A medida que nos adentramos en este territorio desconocido en el cual los viajes internacionales y las experiencias de estudio en el extranjero resultan tan afectadas por la pandemia del coronavirus, las universidades de España y América Latina tienen una oportunidad inigualable de vincularse de manera eficaz con los estudiantes estadounidenses que desean formarse en sus campus durante del 2020-2021 o más adelante. El objetivo es lograr que los estudiantes se sientan “como en casa”, bienvenidos y a gusto. Esto será beneficioso tanto para las universidades como para los estudiantes extranjeros.

Quiero agradecer a 4.0 Tours la generosidad que tuvo al compartir sus perspectivas y permitirme usar sus hallazgos en esta publicación.

Welcome and Support: How Universities in Spain and Latin America Can Effectively Recruit and Support U.S. Students, Part 3

Para leer este artículo en español, haz clic aquí.

This week is the last article in my three-part series called “Welcome and Support: How Educational Institutions in Spain and Latin America Can Effectively Recruit and Support U.S. Students.” The first post discussed recruitment strategies. The second post was all about how to support English-speaking students after they arrive in your country. Today’s article is about how universities in Spain and Latin America can stay connected to their English-speaking, international alumni in order to help spread the word about programming and keep up enrollment.

Staying connected.

Following up with your alumni as to how their study abroad experience changed their lives and increased their skill set will help you know what to talk about with future potential students. It will also give you insight as to what improvements your program can make for future growth. For example, Samantha DiBacco of 4.0 Tours shares insights her company gained when measuring the impact of their alumni’s study abroad experiences in Europe.:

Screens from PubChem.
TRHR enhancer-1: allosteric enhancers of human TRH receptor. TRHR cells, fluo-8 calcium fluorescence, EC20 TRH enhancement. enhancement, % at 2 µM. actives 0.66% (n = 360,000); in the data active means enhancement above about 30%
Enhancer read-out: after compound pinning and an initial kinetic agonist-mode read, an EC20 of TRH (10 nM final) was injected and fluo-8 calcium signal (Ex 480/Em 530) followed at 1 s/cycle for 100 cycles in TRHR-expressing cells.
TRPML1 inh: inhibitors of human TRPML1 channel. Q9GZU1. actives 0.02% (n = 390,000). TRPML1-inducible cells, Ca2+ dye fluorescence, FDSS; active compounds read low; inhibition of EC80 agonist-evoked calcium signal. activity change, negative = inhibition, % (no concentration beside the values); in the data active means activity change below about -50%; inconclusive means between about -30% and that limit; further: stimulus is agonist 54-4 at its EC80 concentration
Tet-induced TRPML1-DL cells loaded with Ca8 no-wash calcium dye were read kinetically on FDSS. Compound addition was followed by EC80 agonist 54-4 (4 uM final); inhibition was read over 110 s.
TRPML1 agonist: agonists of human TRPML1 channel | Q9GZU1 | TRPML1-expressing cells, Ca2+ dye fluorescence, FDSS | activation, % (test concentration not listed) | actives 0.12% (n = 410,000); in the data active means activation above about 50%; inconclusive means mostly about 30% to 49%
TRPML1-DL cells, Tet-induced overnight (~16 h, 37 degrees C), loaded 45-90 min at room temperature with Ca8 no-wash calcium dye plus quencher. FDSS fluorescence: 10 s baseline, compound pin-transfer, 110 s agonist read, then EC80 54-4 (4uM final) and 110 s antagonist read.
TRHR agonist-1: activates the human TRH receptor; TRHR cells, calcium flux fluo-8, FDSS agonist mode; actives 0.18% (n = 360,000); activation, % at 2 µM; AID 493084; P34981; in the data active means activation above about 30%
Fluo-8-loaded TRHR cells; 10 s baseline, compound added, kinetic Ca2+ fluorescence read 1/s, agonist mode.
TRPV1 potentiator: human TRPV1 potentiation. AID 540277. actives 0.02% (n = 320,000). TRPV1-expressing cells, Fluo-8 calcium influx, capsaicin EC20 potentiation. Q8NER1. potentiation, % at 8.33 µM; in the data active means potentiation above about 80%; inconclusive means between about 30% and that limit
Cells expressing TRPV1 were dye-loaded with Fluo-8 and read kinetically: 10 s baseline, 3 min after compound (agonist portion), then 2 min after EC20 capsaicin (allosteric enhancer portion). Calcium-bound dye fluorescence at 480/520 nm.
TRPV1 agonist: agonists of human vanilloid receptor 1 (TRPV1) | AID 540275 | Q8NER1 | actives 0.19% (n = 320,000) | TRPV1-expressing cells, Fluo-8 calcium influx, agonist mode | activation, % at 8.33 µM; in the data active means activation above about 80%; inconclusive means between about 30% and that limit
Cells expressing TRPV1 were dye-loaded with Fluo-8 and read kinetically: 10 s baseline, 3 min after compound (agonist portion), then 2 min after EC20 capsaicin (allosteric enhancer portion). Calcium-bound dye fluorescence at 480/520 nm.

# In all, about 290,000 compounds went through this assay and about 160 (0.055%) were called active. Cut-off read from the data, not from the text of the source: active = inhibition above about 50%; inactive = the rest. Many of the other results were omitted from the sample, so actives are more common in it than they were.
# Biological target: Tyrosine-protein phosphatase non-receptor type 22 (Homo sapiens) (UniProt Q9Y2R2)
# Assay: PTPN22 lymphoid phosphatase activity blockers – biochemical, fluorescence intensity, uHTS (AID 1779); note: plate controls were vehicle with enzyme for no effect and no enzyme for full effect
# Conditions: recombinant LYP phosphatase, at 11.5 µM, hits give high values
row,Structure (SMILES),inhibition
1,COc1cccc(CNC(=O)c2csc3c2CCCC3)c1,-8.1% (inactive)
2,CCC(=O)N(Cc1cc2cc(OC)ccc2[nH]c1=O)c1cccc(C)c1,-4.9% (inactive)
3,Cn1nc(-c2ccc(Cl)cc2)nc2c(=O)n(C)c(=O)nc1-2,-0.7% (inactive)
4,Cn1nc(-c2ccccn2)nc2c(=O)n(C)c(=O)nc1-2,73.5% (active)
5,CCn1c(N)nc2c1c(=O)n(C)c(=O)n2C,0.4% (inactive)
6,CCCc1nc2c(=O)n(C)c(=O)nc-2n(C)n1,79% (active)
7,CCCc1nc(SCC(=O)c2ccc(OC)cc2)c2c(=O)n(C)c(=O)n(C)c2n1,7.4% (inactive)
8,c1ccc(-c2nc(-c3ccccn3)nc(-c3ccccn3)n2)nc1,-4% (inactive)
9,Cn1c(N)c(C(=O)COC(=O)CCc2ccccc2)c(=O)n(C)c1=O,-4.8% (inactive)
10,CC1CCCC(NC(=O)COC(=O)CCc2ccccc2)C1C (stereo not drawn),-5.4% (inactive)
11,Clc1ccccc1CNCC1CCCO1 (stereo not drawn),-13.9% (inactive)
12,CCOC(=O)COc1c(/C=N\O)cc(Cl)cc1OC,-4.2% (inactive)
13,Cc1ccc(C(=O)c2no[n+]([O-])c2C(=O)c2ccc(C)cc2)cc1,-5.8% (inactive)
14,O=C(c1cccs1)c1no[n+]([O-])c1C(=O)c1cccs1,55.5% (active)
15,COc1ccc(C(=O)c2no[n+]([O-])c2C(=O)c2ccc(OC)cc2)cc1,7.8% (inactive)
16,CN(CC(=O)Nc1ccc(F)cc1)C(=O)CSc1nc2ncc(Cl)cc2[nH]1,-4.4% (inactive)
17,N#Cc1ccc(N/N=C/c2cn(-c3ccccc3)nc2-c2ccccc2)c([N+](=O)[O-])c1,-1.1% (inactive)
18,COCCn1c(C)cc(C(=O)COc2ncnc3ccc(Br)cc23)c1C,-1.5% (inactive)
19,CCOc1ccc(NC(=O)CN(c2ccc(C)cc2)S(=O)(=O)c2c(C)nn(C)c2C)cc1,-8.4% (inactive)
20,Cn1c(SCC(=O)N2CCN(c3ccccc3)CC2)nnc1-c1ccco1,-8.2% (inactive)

Findings and Insights

Carrying out your own alumni survey and sharing out those insights is really beneficial for all involved, such as future students and their parents.

In addition, consider social media strategies to connect with alumni. Email newsletters are a good start, but are not always read. Having a LinkedIn group for study abroad alumni or a specific Twitter or Instagram feed for your international alumni creates community after the time on your campus is complete.

Finally, think about having an alumni contact representative that can play host if anyone comes back to visit. This individual can also reach out during fundraising efforts in the future. It’s typical for universities in the U.S. to reach out to their alumni base for fundraising efforts and capital campaigns. This is another way you can stay connected with prior students.

As we enter these uncharted waters when international travel and study abroad experiences are so deeply affected by the Coronavirus pandemic, universities in Spain and Latin America have a golden opportunity to effectively connect with U.S. students who either have plans on hold to study abroad or who plan to study abroad in 2020-2021. Become a “home away from home” where students will feel welcome and comfortable. This will benefit all involved.

Thanks to 4.0 Tours for sharing your insights and allowing the use of your findings for this post!